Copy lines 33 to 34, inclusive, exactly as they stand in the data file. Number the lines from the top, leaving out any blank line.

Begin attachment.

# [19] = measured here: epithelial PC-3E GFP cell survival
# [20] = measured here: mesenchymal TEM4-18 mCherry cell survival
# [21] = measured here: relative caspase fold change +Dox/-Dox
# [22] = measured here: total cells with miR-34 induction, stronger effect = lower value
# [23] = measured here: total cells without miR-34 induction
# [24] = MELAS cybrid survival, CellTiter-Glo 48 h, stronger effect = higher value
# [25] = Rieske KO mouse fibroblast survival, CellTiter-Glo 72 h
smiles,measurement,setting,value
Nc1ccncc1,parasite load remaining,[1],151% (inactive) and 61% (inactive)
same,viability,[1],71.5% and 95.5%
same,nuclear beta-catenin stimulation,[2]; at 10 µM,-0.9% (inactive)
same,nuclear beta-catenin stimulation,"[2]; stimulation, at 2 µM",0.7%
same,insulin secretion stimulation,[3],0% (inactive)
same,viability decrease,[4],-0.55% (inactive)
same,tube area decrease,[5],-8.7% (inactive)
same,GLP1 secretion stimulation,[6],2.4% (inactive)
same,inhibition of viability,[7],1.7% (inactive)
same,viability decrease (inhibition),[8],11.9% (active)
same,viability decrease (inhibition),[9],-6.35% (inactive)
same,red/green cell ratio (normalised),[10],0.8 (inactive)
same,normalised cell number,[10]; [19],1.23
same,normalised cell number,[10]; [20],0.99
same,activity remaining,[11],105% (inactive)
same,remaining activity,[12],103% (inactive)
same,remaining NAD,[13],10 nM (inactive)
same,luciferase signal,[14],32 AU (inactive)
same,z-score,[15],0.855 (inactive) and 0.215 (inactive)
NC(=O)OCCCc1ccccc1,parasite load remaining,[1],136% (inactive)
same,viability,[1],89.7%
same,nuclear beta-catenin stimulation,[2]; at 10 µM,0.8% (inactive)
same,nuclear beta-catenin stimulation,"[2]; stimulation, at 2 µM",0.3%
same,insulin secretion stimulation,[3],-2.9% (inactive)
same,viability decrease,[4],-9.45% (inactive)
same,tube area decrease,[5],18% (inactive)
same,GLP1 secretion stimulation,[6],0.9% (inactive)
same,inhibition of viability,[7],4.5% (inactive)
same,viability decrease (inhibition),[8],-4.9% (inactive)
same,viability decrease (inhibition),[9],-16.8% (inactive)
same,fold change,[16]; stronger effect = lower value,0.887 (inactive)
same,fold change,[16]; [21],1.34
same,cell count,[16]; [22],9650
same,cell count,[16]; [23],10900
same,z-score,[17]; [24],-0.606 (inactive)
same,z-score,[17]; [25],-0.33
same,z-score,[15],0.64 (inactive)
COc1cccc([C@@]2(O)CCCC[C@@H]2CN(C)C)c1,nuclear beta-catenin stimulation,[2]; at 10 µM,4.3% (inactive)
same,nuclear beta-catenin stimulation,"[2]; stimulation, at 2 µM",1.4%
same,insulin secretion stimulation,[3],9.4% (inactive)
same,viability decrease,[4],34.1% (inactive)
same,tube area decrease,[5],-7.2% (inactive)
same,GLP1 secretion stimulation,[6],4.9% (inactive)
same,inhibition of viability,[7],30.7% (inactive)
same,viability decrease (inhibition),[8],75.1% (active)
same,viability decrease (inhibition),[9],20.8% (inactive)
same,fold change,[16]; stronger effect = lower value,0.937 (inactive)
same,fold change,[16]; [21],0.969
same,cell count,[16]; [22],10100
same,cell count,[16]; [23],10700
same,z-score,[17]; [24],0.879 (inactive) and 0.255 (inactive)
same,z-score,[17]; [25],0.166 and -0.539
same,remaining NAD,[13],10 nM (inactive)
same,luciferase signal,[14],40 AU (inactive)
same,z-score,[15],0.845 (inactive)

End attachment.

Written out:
same,viability decrease,[4],-9.45% (inactive)
same,tube area decrease,[5],18% (inactive)